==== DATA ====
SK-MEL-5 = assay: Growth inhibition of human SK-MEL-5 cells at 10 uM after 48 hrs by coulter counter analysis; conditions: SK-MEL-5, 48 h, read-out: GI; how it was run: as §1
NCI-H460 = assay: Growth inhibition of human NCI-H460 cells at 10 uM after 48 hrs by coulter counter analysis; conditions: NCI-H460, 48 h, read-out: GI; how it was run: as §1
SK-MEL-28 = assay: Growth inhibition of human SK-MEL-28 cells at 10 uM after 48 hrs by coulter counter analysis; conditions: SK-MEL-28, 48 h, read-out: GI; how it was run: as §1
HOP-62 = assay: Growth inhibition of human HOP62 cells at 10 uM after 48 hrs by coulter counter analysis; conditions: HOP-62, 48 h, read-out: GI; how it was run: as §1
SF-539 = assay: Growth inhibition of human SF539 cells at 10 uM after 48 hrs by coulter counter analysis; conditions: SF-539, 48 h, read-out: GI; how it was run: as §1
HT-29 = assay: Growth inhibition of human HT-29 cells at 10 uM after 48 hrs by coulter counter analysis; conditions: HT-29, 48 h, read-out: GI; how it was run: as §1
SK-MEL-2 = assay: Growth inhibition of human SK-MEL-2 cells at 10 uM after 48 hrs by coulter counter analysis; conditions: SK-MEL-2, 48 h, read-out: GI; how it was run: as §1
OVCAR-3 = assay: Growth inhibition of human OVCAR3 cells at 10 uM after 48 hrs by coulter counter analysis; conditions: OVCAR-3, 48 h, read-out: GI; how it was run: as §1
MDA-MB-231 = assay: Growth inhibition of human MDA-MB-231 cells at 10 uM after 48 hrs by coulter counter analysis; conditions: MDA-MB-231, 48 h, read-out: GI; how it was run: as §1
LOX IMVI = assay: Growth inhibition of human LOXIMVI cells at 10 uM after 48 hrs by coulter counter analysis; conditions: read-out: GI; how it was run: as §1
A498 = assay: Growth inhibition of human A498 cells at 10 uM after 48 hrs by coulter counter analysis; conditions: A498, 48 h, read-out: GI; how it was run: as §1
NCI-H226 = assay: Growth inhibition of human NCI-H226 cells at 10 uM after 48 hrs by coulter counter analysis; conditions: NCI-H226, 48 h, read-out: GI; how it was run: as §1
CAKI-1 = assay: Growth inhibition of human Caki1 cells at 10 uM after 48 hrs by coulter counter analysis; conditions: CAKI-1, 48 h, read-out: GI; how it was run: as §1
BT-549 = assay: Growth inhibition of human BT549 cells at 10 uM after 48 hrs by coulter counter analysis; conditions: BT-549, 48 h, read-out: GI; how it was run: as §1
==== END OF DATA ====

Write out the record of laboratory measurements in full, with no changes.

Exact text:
SK-MEL-5 = assay: Growth inhibition of human SK-MEL-5 cells at 10 uM after 48 hrs by coulter counter analysis; conditions: SK-MEL-5, 48 h, read-out: GI; how it was run: as §1
NCI-H460 = assay: Growth inhibition of human NCI-H460 cells at 10 uM after 48 hrs by coulter counter analysis; conditions: NCI-H460, 48 h, read-out: GI; how it was run: as §1
SK-MEL-28 = assay: Growth inhibition of human SK-MEL-28 cells at 10 uM after 48 hrs by coulter counter analysis; conditions: SK-MEL-28, 48 h, read-out: GI; how it was run: as §1
HOP-62 = assay: Growth inhibition of human HOP62 cells at 10 uM after 48 hrs by coulter counter analysis; conditions: HOP-62, 48 h, read-out: GI; how it was run: as §1
SF-539 = assay: Growth inhibition of human SF539 cells at 10 uM after 48 hrs by coulter counter analysis; conditions: SF-539, 48 h, read-out: GI; how it was run: as §1
HT-29 = assay: Growth inhibition of human HT-29 cells at 10 uM after 48 hrs by coulter counter analysis; conditions: HT-29, 48 h, read-out: GI; how it was run: as §1
SK-MEL-2 = assay: Growth inhibition of human SK-MEL-2 cells at 10 uM after 48 hrs by coulter counter analysis; conditions: SK-MEL-2, 48 h, read-out: GI; how it was run: as §1
OVCAR-3 = assay: Growth inhibition of human OVCAR3 cells at 10 uM after 48 hrs by coulter counter analysis; conditions: OVCAR-3, 48 h, read-out: GI; how it was run: as §1
MDA-MB-231 = assay: Growth inhibition of human MDA-MB-231 cells at 10 uM after 48 hrs by coulter counter analysis; conditions: MDA-MB-231, 48 h, read-out: GI; how it was run: as §1
LOX IMVI = assay: Growth inhibition of human LOXIMVI cells at 10 uM after 48 hrs by coulter counter analysis; conditions: read-out: GI; how it was run: as §1
A498 = assay: Growth inhibition of human A498 cells at 10 uM after 48 hrs by coulter counter analysis; conditions: A498, 48 h, read-out: GI; how it was run: as §1
NCI-H226 = assay: Growth inhibition of human NCI-H226 cells at 10 uM after 48 hrs by coulter counter analysis; conditions: NCI-H226, 48 h, read-out: GI; how it was run: as §1
CAKI-1 = assay: Growth inhibition of human Caki1 cells at 10 uM after 48 hrs by coulter counter analysis; conditions: CAKI-1, 48 h, read-out: GI; how it was run: as §1
BT-549 = assay: Growth inhibition of human BT549 cells at 10 uM after 48 hrs by coulter counter analysis; conditions: BT-549, 48 h, read-out: GI; how it was run: as §1